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Google was accidentally leaking its Bard AI chats into public search results

Conversations with the Google chatbot turned up in search results for common queries—an issue the company says was an error.

Google was accidentally leaking its Bard AI chats into public search results
[Source photo: arthobbit/Getty Images; blacklight_trace/Getty Images]

AI-powered chatbots are designed to be the always-available advisors that will power the next era of productivity. But they have a privacy problem—as evidenced by a recent misstep by Google.

The search giant, which developed its Bard AI chatbot in response to the arrival of OpenAI’s ChatGPT late last year, has been inadvertently leaking conversations into its search results—an issue that is now being remedied after having been made public.

SEO consultant Gagan Ghotra first raised the issue that URLs linking to conversations users had with Bard were showing up in Google’s search index, the database of websites that the search engine crawls in order to provide answers to users’ queries.

Ghotra shared a screenshot showing users’ private conversations with Bard asking for tips about how to spot otters in Singapore, and how to use Bard to improve your writing. Clicking on those links would take users to the historical record of a conversation another user had with Bard on the topic. Peter Liu, a research scientist at Google DeepMind, quickly clarified that chat conversations appearing in search results had previously been shared with another user using the Share functionality common in AI chatbots—which allows users to provide links to people of their choosing.

Liu was criticized for what some saw as an attempt to downplay the seriousness of the breach in user confidence in privacy. Critics suggested that users who shared links to their chats were doing so with only a small circle of people they chose, rather than all and sundry on the internet. “It’s a pretty subtle point, but it’s actually really important,” says Simon Willison, the AI critic and creator of Datasette.

“This is fundamentally a privacy feature,” says Willison. “Everything you say to Bard is private by default, but there’s a feature that lets you share that conversation.” Willison suggests that users would expect their conversations only to be shared with whomever they choose. He points to the text used in the user interface for the Share functionality with Bard. “’Let anyone with the link see what you’ve selected’,” he says. “That implies that only people who you send the link to will be able to see the conversation.”

That wording, Willison says, suggests that there is a limit to where the conversation will go. “Your shared link showing up in random searches is a breach of your expectations when you used the share feature,” he says. Willison points out that ChatGPT has a similar Share button on its service. “But ChatGPT sharing, as it should do, includes code in the HTML to block the shared content from being indexed by search engines,” he says. “Google Bard evidently forgot to include that, and as a result Google Search started sweeping up those conversations.”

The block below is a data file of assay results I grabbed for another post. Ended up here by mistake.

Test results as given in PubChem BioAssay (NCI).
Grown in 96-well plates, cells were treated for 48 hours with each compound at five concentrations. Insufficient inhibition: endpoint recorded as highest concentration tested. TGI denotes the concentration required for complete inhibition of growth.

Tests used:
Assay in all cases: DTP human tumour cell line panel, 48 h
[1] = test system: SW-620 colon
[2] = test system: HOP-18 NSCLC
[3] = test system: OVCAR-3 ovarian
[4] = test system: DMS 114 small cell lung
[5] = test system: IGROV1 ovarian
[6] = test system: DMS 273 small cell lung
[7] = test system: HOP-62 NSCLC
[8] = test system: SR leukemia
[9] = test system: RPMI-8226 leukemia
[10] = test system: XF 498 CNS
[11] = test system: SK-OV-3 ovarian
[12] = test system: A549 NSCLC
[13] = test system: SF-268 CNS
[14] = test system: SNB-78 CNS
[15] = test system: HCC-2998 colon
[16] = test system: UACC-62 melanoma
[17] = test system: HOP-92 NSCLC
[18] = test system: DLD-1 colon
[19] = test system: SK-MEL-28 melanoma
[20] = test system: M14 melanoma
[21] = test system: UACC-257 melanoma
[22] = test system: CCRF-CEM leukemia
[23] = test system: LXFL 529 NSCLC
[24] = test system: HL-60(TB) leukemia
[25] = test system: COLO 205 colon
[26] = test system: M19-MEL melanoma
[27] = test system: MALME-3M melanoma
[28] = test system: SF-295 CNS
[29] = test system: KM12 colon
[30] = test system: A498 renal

The issue is compounded by the fact that the inclusion of chat conversations in search results—which Google DeepMind’s Liu seemed to imply was by design, and an example of the Share functionality working normally—is contrary to what has gone before. “This is very different from what Google does with products like Google Docs and Google Drive,” says Margaret Mitchell of AI company Hugging Face, who points out that on those other products, for Enterprise users, share options will warn you about the risks of sharing content with people outside your organization’s domain name.

That inconsistency between what Google has previously done and what it appears to be doing now is confusing for everyday users, she reckons. “For users who have an expectation of consistency, or an assumption of basic privacy aligned with the norms Google has already established in its products, this is creepy and underhanded,” she says. “Whoever approved this is way out of sync with what is already known about privacy at Google. Or intentionally overriding it, which is a pretty intense move for something Google admits is an experiment.”

Mitchell’s initial reaction when shown by Fast Company what had happened was shock. A Google spokesperson declined to comment on the record for this story, but pointed to a tweet from Danny Sullivan, the company’s public liaison for search, who seemingly admitted this was an error. “Bard allows people to share chats, if they choose,” Sullivan wrote. “We also don’t intend for these shared chats to be indexed by Google Search. We’re working on blocking them from being indexed now.”

The issue is such a concerning one because of the way users have adopted AI chatbots as the 21st century confession booth. Recent research shows users are willing to share private identifying information with ChatGPT, while Lilian Weng, a worker on OpenAI’s own AI safety team, this week suggested that users might want to try using her company’s chatbot as an alternative to a therapist. The risk of those conversations becoming public appears not to have been taken into consideration.

Google’s quick action to fix the breach is commendable, says Willison, but highlights a broader issue about the race for AI supremacy that Google, Microsoft, OpenAI, and a clutch of other companies are currently engaged in. “It’s a good illustration of how all three companies are moving at a breakneck speed to compete with each other,” he says, “which makes it more likely that mistakes like this one will slip through to production.”

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